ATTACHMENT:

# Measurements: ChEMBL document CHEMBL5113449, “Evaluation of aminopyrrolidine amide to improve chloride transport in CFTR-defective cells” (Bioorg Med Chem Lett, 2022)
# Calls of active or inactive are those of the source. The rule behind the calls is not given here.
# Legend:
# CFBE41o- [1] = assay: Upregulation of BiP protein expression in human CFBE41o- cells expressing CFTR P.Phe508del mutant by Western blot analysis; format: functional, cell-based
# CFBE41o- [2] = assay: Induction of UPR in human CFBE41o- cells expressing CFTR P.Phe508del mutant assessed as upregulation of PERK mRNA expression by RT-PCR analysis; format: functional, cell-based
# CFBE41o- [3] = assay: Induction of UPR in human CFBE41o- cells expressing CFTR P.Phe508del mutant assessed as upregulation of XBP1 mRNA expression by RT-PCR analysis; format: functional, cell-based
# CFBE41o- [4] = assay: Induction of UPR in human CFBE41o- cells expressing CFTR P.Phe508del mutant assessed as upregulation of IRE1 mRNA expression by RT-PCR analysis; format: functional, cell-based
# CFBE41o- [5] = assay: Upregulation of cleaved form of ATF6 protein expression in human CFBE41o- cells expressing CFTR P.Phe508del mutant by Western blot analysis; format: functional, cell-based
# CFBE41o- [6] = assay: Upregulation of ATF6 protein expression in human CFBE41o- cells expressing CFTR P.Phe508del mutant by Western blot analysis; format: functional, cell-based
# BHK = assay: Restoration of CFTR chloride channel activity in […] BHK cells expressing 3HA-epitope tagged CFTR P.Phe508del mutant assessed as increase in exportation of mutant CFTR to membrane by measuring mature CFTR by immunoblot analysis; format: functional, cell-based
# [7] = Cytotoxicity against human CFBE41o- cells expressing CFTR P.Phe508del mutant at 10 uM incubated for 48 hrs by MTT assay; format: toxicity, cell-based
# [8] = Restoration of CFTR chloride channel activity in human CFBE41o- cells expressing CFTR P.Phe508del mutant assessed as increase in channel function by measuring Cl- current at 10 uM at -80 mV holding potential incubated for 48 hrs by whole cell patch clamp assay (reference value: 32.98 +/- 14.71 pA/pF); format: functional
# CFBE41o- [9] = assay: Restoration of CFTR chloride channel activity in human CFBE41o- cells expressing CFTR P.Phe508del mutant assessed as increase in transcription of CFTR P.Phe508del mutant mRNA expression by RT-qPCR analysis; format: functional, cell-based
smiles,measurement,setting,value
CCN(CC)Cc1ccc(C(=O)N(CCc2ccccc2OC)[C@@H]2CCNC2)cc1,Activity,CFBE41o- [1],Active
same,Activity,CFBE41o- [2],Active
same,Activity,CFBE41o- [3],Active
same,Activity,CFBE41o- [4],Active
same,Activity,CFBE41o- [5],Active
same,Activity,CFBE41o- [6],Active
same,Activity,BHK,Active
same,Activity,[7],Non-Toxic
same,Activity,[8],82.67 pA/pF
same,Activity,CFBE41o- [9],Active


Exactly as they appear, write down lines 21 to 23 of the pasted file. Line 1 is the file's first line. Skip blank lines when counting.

same,Activity,BHK,Active
same,Activity,[7],Non-Toxic
same,Activity,[8],82.67 pA/pF